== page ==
Home » Reviews » Off West End » Nineties Woman, Camden People’s Theatre – Review

Nineties Woman, Camden People’s Theatre – Review

Written and performed by Rosie Wilby

Pros: A charming show presenting the soft face of feminism.

Cons: It was very light and gentle. It felt as though it could have been more penetrating with more social context.

Our Verdict: A very pleasant, one woman performance that is gently entertaining and bemusing with interesting subject matter, although lacked oomph.

Courtesy of Camden People’s Theatre

Rosie Wilby presents what I can only describe as an oral history of her experiences as part of a feminist magazine at York University.

It’s rather charming as it blends a personal account of loves, losses and personal politics alongside motivations and desires of an 18 year old discovering pro-women issues and female solidarity. Rosie is a comedian but presents a pleasantly shambolic story. It feels more like a close friend recounting amusing anecdotes over tea than a tight theatrical performance.

The show had a jovial curve to it where we discover Rosie’s main motivation throughout most of her involvement with feminist publication Matrix (as in Greek panthology, rather than reality-bending (or is it)) at York University was not an overaching desire to change the world. It is that of romantic crushes and desire for acceptance. The show questions the notion of being politically pure at heart. Which, in my view, is part of what feminism is about on a grant scale.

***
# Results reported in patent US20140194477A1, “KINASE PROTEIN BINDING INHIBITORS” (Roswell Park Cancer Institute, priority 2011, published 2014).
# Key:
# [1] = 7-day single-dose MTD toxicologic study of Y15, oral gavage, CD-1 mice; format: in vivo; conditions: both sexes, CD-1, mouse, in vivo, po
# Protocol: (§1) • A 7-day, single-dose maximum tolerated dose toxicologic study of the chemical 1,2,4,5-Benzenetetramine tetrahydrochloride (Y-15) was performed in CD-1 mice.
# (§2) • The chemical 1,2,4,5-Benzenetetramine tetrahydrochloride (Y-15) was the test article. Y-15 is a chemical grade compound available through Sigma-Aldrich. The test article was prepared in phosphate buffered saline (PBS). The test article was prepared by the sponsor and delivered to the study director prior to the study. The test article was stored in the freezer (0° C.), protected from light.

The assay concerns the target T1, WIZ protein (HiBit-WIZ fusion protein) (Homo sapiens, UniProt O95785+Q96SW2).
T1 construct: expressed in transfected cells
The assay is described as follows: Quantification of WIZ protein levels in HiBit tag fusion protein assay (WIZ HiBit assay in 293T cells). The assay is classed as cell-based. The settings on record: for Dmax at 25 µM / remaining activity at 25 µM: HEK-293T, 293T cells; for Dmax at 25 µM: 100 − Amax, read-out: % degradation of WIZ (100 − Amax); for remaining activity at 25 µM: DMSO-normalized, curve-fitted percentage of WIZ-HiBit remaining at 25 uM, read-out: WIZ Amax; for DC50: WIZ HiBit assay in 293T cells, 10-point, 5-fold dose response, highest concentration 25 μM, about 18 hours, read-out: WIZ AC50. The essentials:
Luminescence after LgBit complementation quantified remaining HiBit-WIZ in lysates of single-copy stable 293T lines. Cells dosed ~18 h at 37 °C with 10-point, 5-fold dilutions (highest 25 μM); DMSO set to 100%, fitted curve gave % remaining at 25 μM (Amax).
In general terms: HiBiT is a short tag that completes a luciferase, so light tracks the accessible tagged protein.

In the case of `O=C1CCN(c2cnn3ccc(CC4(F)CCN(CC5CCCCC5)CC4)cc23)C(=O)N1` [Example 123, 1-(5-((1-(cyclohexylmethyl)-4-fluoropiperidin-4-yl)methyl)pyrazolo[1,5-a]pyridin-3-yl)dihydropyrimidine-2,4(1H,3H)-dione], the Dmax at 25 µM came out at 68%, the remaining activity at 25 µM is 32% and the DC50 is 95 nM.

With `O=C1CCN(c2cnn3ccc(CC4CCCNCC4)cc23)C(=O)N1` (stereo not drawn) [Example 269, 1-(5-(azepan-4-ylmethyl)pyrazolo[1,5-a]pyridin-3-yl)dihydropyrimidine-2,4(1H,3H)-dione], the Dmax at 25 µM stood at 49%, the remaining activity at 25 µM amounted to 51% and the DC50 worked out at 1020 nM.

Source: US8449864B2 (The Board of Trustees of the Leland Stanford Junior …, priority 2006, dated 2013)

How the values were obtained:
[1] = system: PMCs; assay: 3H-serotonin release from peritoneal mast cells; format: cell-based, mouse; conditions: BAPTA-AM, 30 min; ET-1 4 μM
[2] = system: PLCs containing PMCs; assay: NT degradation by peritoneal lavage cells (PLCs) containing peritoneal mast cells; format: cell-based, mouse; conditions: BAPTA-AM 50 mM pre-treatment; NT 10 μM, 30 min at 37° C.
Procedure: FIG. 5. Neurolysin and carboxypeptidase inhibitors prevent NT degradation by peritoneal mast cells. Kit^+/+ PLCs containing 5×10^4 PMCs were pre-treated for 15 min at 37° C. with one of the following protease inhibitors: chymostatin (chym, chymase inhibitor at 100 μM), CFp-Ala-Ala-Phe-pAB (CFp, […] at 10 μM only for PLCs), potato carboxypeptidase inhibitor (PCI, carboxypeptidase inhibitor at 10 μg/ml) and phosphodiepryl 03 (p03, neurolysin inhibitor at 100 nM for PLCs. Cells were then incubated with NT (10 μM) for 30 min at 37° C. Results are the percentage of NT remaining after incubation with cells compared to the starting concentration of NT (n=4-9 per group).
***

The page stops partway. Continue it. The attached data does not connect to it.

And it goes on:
Unfortunately, the show started 25 minutes late and near the end of the performance, we were unable to see the last few slides and clips, robbing Rosie not only of her very nice circular shaped show but of her finishing punchline. The benefit of this style of show is that a jovial empathetic atmosphere had been created so as an audience we suffer with Rosie rather than because of her.

Rosie clearly has strong views. She still identifies as a feminist, she is still asking how anyone can be disinterested in their own equality, but this is not a thread of the show. Even in her uni years she was speaking on Uni TV, working on the newspaper and even became Women’s Officer, yet there is little of the conviction in this show.
Not every piece has to be political, it was a joy that it was so personal; but it left me nothing to ponder, even on a individual scale. By downplaying the politics for the crushes I felt that she actually hid an important part of her self from us which felt a little cheaty as the show had the ton of intimate sharing of the self about it. It can be summed up in the interesting reveals – who kissed who, who married men, who turned out a ‘political lesbian’ – but the most interesting comment of the night was an aside where Rosie genuinely asks: how can anyone be disinterested in their own equality?

It’s possible to have a fun and light-hearted romance-centric show but still be meaty. I see a lot of potential in this show to dispel a lot of sterotypes, be fun, witty, personable and punchy, but it’s not there just yet.

Please feel free to leave your thoughts and opinions in the comments section below.

Nineties Woman at Camden Peoples Theatre staged on 1 November 2013.
Visit the website for further shows: http://www.cptheatre.co.uk/search.php?searchid=current

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